Homeland Security and Criminal Justice students, security professionals and should be in every library. Industrial security professionals serving in the government, private or DoD Contractor industry benefit by improving their study of executive orders and the National Industrial Security Operating Manual. Situations and questions throughout the book are designed to help improve security programs designed to protect classified material. In fact, many Facility Security Officers and industrial security professionals face similar situations identified in the book as they implement and direct policies to safeguard our nation’s secrets.”

About the Watering Hole
The Watering Hole is
police slang for a location cops go off-duty to blow off steam and talk about work and life. Sometimes funny; sometimes serious; but, always interesting.

About the Host
Lieutenant Raymond E. Foster was a sworn member of the Los Angeles Police Department for 24 years. He retired in 2003 at the rank of Lieutenant. He holds a bachelor’s from the Union Institute and University in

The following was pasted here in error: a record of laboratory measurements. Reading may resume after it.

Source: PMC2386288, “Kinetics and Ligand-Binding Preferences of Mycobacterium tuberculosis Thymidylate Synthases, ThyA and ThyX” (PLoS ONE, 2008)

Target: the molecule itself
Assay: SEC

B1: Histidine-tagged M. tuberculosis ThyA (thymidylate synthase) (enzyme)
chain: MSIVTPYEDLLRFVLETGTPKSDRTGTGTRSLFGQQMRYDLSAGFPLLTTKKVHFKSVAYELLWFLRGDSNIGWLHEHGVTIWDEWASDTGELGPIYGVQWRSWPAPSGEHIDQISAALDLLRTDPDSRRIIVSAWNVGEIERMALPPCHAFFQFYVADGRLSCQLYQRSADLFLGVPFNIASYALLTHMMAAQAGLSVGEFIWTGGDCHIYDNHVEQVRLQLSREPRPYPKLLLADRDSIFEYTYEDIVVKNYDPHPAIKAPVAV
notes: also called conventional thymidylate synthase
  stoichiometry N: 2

Criminal Justice Management and a Master’s Degree in Public Financial Management from California State University, Fullerton; and, has completed his doctoral course work. Raymond E. Foster has been a part-time lecturer at California State University, Fullerton and Fresno; and is currently a Criminal Justice Department chair, faculty advisor and lecturer with the Union Institute and University. He has experience teaching upper division courses in Law Enforcement, public policy, Law Enforcement Technology and leadership. Raymond is an experienced author who has published numerous articles in a wide range of venues including magazines such as Government Technology, Mobile Government, Airborne Law Enforcement Magazine, and Police One. He has appeared on the History Channel and radio programs in the United States and Europe as subject matter expert in technological applications in Law Enforcement.